The mechanisms by which rapamycin (RAPA) and/or cyclosporine induce unresponsiveness to allografts were investigated in a rat model. Buffalo (BUF, RT-1b) heart allografts were rejected by Wistar-Furth (WFu, Rt-1(u)) recipients at a mean survival time (MST) of 6.5±0.5 days. A 14-day course of RAPA (0.8 mg/kg) delivered intravenously by an osmotic pump prolonged BUF allograft survival to 76.1±23.4 days (P<0.001). Adoptive transfer of 30- 50x106 spleen and lymph node T cells that had been isolated on day 40 postgrafting from CsA-or RAPA/CsA-treated hosts into lightly irradiated (6 Gray) secondary WFu recipients prolonged BUF graft survival from 9.8±1.2 to 29.2±11.0 (P<0.01) and 58.2±38.9 days (P<0.004), respectively. T cells transferred from animals treated with RAPA alone failed to prolong graft survival. In contrast, sera isolated on day 40 postgrafting from WFu primary hosts treated with RAPA alone or with the RAPA/CsA combination, but not with CsA alone, extended the survival of BUF hearts: 3 ml serum from RAPA-treated hosts prolonged BUF heart survival to 76.6±31.3 days (P<0.002) and from RAPA/CsA-treated hosts to 47.1±12.8 days (P<0.001). The effect of serum was immunologically specific: it did not prolong the survival of third-party outbred Sprague Dawley heart allografts. Although the IgM fraction (0.2 mg) purified from the serum of RAPA-treated recipients was ineffective (10.6±0.8 days; NS), an equal amount of the IgG fraction significantly (P<0.002) prolonged BUF heart allograft survival to 26 days (n = 4). Thus, hosts treated with RAPA or a RAPA/CsA combination develop IgG antibodies that mediate the unresponsive state toward allogeneic heart allografts.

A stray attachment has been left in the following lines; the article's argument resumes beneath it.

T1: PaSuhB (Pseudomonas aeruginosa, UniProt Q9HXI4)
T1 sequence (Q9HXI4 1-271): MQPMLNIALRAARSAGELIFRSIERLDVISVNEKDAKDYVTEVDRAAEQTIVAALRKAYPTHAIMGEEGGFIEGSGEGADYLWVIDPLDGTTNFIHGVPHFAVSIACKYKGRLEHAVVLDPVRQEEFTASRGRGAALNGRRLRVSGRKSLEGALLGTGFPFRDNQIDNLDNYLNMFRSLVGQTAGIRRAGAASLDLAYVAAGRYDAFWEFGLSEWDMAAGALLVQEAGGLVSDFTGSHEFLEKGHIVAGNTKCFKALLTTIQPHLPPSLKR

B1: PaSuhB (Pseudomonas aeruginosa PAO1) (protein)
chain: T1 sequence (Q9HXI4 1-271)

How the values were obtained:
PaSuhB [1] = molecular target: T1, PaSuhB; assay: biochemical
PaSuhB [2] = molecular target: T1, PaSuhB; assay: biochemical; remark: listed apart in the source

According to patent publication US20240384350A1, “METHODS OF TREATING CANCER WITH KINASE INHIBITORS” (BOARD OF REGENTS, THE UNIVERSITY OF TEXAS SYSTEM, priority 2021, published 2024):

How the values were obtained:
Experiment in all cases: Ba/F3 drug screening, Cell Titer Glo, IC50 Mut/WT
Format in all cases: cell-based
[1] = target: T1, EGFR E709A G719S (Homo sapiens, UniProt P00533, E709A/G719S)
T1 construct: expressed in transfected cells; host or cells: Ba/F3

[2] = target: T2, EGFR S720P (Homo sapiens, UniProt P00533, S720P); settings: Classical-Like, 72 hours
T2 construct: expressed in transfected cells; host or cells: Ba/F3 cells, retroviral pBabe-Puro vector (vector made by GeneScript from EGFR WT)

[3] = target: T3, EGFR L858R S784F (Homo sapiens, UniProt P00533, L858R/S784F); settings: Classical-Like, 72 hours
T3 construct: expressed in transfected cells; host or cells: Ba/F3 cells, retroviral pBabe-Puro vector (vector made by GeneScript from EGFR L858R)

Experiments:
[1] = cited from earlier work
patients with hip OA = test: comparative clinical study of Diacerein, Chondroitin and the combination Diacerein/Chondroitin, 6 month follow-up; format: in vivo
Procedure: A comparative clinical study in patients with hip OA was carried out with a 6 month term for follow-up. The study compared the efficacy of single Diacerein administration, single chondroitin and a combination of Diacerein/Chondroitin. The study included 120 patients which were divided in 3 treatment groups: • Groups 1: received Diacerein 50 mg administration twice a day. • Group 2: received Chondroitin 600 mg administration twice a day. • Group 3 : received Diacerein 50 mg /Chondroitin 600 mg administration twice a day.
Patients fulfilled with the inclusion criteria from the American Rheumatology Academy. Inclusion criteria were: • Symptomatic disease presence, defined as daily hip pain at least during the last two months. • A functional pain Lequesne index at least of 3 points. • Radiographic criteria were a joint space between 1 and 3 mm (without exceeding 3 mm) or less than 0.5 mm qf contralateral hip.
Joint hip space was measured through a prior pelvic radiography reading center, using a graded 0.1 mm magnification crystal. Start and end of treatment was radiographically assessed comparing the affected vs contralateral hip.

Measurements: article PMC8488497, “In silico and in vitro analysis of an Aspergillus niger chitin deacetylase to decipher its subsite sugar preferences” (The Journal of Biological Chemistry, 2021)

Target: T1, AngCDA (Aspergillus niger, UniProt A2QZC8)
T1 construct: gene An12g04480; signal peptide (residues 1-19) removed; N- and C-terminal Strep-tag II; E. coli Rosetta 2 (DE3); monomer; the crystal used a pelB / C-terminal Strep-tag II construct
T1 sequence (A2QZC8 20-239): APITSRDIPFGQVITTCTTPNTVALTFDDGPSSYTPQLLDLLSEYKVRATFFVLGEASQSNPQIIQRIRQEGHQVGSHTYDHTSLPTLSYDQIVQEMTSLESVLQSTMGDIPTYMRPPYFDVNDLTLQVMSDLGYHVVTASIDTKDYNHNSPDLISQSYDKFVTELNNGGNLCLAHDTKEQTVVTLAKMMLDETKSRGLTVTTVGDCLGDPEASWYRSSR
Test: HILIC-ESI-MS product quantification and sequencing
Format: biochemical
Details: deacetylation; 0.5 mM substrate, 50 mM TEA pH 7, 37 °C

ASJC Scopus subject areas